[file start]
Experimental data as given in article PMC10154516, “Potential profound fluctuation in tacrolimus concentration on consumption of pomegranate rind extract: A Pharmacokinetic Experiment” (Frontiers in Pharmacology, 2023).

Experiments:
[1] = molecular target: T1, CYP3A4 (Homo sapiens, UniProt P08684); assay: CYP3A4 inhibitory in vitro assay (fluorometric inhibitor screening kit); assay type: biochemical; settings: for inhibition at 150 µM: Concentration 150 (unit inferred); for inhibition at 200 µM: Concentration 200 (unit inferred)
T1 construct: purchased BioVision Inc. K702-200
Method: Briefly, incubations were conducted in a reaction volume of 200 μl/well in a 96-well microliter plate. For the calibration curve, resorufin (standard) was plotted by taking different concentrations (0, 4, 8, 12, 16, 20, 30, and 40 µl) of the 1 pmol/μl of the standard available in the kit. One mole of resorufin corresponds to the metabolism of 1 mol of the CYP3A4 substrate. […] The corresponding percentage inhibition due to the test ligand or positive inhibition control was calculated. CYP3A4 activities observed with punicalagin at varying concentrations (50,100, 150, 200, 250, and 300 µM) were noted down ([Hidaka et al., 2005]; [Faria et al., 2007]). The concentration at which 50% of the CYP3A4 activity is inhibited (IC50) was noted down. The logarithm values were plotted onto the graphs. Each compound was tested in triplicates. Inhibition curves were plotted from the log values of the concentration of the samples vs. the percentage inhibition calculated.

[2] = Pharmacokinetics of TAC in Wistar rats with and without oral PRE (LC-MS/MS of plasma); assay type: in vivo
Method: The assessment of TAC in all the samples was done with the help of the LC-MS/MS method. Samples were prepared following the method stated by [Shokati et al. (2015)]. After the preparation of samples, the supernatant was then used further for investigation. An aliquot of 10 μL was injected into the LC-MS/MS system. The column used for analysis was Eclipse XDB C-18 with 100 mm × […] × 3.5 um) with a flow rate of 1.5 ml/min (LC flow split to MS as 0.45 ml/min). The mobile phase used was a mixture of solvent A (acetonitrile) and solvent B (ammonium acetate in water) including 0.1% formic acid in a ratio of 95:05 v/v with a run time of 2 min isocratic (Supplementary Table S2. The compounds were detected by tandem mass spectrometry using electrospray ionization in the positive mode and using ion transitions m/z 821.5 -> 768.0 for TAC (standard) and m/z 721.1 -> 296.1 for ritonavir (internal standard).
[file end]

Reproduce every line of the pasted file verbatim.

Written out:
Experimental data as given in article PMC10154516, “Potential profound fluctuation in tacrolimus concentration on consumption of pomegranate rind extract: A Pharmacokinetic Experiment” (Frontiers in Pharmacology, 2023).

Experiments:
[1] = molecular target: T1, CYP3A4 (Homo sapiens, UniProt P08684); assay: CYP3A4 inhibitory in vitro assay (fluorometric inhibitor screening kit); assay type: biochemical; settings: for inhibition at 150 µM: Concentration 150 (unit inferred); for inhibition at 200 µM: Concentration 200 (unit inferred)
T1 construct: purchased BioVision Inc. K702-200
Method: Briefly, incubations were conducted in a reaction volume of 200 μl/well in a 96-well microliter plate. For the calibration curve, resorufin (standard) was plotted by taking different concentrations (0, 4, 8, 12, 16, 20, 30, and 40 µl) of the 1 pmol/μl of the standard available in the kit. One mole of resorufin corresponds to the metabolism of 1 mol of the CYP3A4 substrate. […] The corresponding percentage inhibition due to the test ligand or positive inhibition control was calculated. CYP3A4 activities observed with punicalagin at varying concentrations (50,100, 150, 200, 250, and 300 µM) were noted down ([Hidaka et al., 2005]; [Faria et al., 2007]). The concentration at which 50% of the CYP3A4 activity is inhibited (IC50) was noted down. The logarithm values were plotted onto the graphs. Each compound was tested in triplicates. Inhibition curves were plotted from the log values of the concentration of the samples vs. the percentage inhibition calculated.

[2] = Pharmacokinetics of TAC in Wistar rats with and without oral PRE (LC-MS/MS of plasma); assay type: in vivo
Method: The assessment of TAC in all the samples was done with the help of the LC-MS/MS method. Samples were prepared following the method stated by [Shokati et al. (2015)]. After the preparation of samples, the supernatant was then used further for investigation. An aliquot of 10 μL was injected into the LC-MS/MS system. The column used for analysis was Eclipse XDB C-18 with 100 mm × […] × 3.5 um) with a flow rate of 1.5 ml/min (LC flow split to MS as 0.45 ml/min). The mobile phase used was a mixture of solvent A (acetonitrile) and solvent B (ammonium acetate in water) including 0.1% formic acid in a ratio of 95:05 v/v with a run time of 2 min isocratic (Supplementary Table S2. The compounds were detected by tandem mass spectrometry using electrospray ionization in the positive mode and using ion transitions m/z 821.5 -> 768.0 for TAC (standard) and m/z 721.1 -> 296.1 for ritonavir (internal standard).